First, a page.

In 2001 the stock market lost ground and the Super Bowl theory failed for the fourth consecutive time as the AFC Baltimore Ravens—with NFC roots as the former Cleveland Browns—beat the NFC New York Giants 34-7. The market was supposed to gain ground, but the Baltimore win came as the economy headed into recession and the Fed was cutting rates to ease the pain. The high-tech bubble that popped the year before had extended. And the September 11 attacks on the World Trade Center and the Pentagon dealt the economy an unexpected blow. At yearend the S&P 500 fell 13%.
Touchdowns and Gains
The NFC St. Louis Rams' 23-16 victory over the AFC Tennessee Titans in January, 2000, should have been bullish, but the S&P index fell 10.1% for the year. In the previous two years, the S&P posted strong gains even though AFC's Denver won the championship each time. St. Louis's 2000 victory occurred when the economy was strong, but the pace slowed later in the year as the high-tech bubble, which reached its peak in the first quarter, burst and produced a major downtrend, which was fanned further by Fed credit tightening.
AFC Denver's 1999 victory against the NFC Atlanta Falcons came at a time when the economy picked up steam as the year progressed. Inflation remained tame, Wall Street went crazy for dot-com IPOs, traditional valuations disappeared, and Bill Clinton was acquitted by the Senate. But the market rose 19.5%.
Denver's 1998 win vs. Green Bay should have signaled a market decline, as Asia was engulfed in a financial crisis that could influence the economies of the rest of the world. Also, President Clinton was involved in a sex scandal that led to his impeachment late in the year. 1998 also saw Russia default on its debt, the Fed engineer a major rescue of hedge fund Long Term Capital Management, which came close to collapsing and disrupting markets globally. Fed credit easing helped prevent the collapse, and drove stocks sharply higher. Clinton's problems had little impact on markets, unlike the 1973-74 Watergate scandal that ended with Richard Nixon resigning in 1974. The S&P 500 finished the year up 26.7%.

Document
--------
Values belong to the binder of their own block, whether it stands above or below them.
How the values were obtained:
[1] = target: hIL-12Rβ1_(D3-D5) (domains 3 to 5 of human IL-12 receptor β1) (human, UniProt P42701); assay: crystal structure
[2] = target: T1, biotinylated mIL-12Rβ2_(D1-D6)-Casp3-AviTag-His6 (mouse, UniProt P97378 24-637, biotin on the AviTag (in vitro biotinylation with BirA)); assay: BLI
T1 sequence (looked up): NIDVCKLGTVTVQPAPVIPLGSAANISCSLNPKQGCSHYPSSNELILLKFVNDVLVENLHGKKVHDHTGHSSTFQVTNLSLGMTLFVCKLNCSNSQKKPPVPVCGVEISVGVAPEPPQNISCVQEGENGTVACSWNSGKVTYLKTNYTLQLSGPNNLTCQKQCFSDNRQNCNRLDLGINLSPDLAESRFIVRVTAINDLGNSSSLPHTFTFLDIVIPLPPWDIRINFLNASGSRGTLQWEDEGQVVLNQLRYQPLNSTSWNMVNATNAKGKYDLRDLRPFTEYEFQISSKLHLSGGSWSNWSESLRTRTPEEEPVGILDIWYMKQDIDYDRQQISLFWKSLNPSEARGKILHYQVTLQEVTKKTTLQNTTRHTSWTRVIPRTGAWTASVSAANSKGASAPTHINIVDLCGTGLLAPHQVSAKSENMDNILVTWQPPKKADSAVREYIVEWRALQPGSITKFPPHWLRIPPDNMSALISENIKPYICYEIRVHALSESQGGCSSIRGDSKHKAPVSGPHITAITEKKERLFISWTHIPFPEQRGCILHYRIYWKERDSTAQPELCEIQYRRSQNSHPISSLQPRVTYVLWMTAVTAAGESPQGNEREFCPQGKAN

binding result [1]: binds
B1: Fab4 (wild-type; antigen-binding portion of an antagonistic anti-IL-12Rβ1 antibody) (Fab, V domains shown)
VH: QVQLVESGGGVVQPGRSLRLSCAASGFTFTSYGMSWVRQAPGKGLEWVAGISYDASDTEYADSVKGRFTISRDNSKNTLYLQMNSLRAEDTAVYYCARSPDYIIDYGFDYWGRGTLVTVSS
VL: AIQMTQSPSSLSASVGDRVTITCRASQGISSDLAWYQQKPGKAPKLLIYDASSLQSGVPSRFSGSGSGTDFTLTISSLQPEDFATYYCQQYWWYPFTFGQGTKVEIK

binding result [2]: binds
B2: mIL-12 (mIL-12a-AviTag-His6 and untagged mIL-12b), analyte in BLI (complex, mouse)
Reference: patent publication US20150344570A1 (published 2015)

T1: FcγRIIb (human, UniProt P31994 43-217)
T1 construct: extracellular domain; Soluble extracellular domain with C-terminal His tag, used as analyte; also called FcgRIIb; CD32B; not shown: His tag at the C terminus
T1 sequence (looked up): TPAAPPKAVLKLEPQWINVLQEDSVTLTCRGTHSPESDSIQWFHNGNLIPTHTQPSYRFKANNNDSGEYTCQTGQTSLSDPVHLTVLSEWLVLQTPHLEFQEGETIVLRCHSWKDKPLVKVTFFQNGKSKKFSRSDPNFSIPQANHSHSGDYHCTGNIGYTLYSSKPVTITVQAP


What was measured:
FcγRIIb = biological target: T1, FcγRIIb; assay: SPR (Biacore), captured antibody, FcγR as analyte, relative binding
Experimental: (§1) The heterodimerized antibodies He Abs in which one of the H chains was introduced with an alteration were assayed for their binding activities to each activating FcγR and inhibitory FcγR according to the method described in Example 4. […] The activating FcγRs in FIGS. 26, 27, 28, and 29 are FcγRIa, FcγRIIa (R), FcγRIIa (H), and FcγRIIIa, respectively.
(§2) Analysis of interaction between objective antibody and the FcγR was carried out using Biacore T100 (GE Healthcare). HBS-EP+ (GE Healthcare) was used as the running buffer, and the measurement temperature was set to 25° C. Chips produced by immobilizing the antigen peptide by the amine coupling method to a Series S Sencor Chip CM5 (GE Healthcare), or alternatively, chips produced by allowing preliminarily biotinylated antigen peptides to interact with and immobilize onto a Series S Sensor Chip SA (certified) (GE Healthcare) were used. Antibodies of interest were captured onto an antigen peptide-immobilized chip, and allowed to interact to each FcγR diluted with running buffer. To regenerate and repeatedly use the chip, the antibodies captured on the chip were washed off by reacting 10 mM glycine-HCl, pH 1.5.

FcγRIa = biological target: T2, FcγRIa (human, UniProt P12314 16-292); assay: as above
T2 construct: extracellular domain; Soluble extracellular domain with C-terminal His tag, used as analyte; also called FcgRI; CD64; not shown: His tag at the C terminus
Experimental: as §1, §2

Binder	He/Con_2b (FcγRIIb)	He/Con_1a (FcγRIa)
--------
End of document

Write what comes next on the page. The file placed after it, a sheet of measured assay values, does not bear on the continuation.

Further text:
The other exceptions include 1994, when NFC's Dallas Cowboys beat Buffalo, while the "500" shed 1.53% as Greenspan tightened credit to thwart inflation before it began; 1990, when the NFC San Francisco 49ers beat Denver, while the index fell 6.56% as Saddam Hussein invaded Kuwait, setting the stage for the Gulf War; 1984, when the AFC Los Angeles Raiders beat NFC Washington Redskins, but the S&P 500 gained 1.4%; and 1970, when the AFC Kansas City Chiefs defeated the Minnesota Vikings, but the S&P 500 edged up 0.1% (a gain is a gain!).
Proving the Theory Correct
Some other years that produced outcomes in line with the theory include:
In 1981, Oakland beat Philadelphia; S&P fell 9.7%. The nation went into recession in July. President Ronald Reagan's team said it couldn't have seen it coming, although everybody on Wall Street did.
In 1977, Oakland beat Minnesota; the S&P fell 11.5%. This was President Jimmy Carter's first year in office, and Eliot Janeway accused his Cabinet of running an open-mouth administration.
The Miami Dolphins of the AFC won the Super Bowl in two consecutive years—1973, with a 14-7 win over the Washington Redskins, and 1974, with a 24-7 victory over the Minnesota Vikings. The stock market suffered a two-year bear market that took prices down more than 50% (17.4% and 29.7%, respectively). The nation was beginning the worst recession since 1938; oil prices were sky-high, and President Nixon was about to resign because of the Watergate scandal. Furthermore, the Vietnam War was dragging on, ripping the nation apart.
So while the Super Bowl Market Predictor has a decent record, please remember it's for amusement purposes only. Just like betting on who will be Patriots' quarterback Tom Brady's next supermodel girlfriend.